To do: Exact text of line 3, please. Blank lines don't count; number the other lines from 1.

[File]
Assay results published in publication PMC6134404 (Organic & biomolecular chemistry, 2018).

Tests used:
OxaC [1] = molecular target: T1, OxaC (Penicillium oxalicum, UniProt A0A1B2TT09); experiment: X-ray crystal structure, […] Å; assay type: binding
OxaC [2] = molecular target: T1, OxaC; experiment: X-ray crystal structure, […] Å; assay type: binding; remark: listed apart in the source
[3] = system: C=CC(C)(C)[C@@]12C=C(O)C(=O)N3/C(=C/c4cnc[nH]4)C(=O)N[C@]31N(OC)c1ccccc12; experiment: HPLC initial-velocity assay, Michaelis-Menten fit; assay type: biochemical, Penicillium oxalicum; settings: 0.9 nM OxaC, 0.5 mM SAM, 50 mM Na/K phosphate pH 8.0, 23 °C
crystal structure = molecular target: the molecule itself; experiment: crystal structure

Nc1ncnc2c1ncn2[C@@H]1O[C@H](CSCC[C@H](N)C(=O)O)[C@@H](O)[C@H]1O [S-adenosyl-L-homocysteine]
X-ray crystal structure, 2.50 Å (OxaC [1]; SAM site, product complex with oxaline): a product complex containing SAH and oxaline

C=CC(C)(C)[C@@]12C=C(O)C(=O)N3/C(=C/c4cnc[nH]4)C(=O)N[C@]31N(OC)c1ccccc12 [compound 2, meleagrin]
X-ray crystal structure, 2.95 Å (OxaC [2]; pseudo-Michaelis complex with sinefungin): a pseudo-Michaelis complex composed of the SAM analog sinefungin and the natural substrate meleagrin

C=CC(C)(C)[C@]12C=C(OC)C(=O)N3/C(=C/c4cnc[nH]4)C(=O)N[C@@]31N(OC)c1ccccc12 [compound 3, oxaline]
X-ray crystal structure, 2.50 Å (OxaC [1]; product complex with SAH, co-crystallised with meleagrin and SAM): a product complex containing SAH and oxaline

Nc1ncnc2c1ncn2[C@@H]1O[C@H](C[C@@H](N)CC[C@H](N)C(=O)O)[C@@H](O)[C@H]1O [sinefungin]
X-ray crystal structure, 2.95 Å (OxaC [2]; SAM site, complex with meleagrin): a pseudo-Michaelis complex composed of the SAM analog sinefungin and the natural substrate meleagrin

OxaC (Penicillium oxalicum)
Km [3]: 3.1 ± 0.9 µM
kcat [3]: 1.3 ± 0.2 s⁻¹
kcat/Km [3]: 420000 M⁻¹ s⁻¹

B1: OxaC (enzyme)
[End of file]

OxaC [1] = molecular target: T1, OxaC (Penicillium oxalicum, UniProt A0A1B2TT09); experiment: X-ray crystal structure, […] Å; assay type: binding